Blue Gum Creek

Blue Gum Creek 

Long-listed for the TSS flash fiction prize, 2018                                                           

She’s young with bright hair – and washing dishes. Pieces of egg swill down the sink. She hums as she works.

Last night’s thunderstorm ripped at the trees and brought singing frogs but now the sky is heavy with cloud; the air cool. Yesterday’s high was 42. We haven’t been in heat like that since 1987. Djerba, Tunisia. I purchased a silver bracelet there. I’m wearing it now.

 We left Perth, she says, me and the boyfriend. Nothing for us in the city but skyscrapers and low-paid jobs.

Not many skyscrapers in Leonora, I say.

Leonora – population 556. An old mining town, long stretches of desert; the empty road. But there’s gold. That’s what’s drawn them in. She encases the tiny nuggets they find in the jewellery she makes. She shows me. I’m reminded of birds in cages. I don’t offer to buy.

I ask how long she’s planning to stay.

She shrugs. Who knows? They like the outback, the quiet life and the caravan is cheap.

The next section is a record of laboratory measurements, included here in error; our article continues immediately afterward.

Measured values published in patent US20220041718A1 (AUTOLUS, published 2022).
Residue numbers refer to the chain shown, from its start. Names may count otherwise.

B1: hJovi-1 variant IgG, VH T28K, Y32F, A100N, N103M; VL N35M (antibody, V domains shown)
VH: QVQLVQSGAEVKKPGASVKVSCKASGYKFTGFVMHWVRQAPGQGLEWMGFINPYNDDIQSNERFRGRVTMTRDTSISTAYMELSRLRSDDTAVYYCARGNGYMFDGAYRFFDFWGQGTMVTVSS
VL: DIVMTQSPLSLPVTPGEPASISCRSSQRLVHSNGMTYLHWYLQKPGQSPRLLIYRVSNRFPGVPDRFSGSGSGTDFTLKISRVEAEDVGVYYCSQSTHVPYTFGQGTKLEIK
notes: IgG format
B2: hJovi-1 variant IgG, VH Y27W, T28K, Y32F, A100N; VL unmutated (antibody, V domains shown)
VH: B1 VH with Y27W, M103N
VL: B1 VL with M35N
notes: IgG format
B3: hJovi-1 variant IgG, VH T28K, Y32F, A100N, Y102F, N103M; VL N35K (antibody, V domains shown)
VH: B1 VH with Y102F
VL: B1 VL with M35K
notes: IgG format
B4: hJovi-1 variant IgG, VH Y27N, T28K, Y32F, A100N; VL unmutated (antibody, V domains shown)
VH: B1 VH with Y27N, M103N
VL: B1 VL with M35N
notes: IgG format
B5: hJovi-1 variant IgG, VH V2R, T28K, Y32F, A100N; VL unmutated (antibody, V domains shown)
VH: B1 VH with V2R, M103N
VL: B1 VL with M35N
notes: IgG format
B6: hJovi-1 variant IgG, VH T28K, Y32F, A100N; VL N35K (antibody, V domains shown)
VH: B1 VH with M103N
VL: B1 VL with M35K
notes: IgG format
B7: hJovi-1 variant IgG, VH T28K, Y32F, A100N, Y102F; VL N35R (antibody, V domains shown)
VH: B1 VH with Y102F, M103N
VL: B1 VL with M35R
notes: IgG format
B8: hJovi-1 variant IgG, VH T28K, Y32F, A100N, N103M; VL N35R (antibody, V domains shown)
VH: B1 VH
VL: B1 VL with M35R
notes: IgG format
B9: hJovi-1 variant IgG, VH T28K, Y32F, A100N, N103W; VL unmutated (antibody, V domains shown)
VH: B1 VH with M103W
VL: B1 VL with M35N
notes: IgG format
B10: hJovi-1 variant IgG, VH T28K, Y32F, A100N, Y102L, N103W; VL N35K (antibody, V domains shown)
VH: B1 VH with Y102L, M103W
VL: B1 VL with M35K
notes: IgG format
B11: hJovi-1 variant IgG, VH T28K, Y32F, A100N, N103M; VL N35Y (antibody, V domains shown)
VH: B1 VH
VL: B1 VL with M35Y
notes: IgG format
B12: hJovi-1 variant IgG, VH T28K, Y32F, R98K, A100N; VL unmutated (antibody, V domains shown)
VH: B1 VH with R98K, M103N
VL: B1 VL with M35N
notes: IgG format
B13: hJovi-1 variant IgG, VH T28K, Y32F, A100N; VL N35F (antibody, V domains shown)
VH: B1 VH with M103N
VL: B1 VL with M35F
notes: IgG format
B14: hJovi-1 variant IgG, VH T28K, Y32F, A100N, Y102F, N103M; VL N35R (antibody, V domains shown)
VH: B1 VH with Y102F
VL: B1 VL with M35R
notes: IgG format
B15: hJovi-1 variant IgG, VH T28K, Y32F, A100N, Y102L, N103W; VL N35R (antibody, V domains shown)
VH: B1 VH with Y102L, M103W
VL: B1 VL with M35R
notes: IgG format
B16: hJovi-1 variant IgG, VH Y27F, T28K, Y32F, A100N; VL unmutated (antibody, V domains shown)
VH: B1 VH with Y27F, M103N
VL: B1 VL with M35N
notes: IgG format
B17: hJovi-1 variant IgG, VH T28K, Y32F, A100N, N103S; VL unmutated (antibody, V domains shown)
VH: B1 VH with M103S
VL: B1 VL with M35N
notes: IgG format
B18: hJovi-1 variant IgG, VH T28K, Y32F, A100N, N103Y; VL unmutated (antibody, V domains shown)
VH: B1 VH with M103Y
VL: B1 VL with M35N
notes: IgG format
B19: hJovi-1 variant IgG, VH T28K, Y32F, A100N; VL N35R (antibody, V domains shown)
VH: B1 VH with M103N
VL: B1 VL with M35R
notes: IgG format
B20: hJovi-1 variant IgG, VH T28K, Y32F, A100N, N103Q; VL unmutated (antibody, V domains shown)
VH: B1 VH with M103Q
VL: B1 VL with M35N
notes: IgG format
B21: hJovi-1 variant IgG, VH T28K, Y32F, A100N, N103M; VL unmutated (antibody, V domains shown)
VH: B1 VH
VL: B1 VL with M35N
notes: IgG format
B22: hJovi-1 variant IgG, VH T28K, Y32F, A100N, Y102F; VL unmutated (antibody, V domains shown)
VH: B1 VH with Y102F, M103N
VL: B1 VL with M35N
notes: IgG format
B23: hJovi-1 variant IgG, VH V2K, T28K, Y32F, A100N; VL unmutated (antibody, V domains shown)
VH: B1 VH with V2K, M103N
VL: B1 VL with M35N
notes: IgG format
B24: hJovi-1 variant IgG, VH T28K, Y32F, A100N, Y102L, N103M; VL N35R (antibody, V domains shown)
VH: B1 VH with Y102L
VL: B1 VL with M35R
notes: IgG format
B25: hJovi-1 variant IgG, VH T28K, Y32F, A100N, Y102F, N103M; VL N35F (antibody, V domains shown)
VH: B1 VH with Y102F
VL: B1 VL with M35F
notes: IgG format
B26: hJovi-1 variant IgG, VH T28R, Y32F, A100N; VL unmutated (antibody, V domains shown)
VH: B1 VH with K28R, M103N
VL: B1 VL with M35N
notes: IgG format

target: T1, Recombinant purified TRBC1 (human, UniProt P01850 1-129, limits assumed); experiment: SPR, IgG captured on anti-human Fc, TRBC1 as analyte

I rinse our mugs. Tip out the coffee grains.

You’re English?

Yes, I say.

Last year a guy found twenty one ounces of gold near Laverton. But prospecting is not easy.

You need luck.

She nods.

 I turn to go. We must hit the road.

 Which way are you headed?

 West. The coast. Kilbarri.  

 Look out for the tinsel covered tree. At Blue Gum Creek. An hour from here.

 Will do, I say. Good luck then.

 She drops her gaze, tightens her fingers.

 Is something wrong?

Yes, she says, crying. I lost my baby close to that tree.

I’m sorry, I say. Because I am.

Look for the tag, she says.

She whispers in my ear. Promise me, won’t you?

I promise.

Blue Gum Forest, Blue Mountains National Park

We stop at the tinsel tree. It’s impossible to miss – bedecked with shiny gold ribbons. We’re in February and it’s hot again. The earth is deep red. There are swallows in the sky and the bushes are like stars. On the opposite verge a dead cow festers.

The tag is tied to a branch. So that’s what she meant. The words turn me nauseous.  

I fetch a knife from the van and cut the ties. I bury the tag.

Why did you do that?

She asked.

My partner shrugs. We drive on.

I’m not going to call anyone. I made a promise but she doesn’t deserve that.   

The home of writer Bronwen Griffiths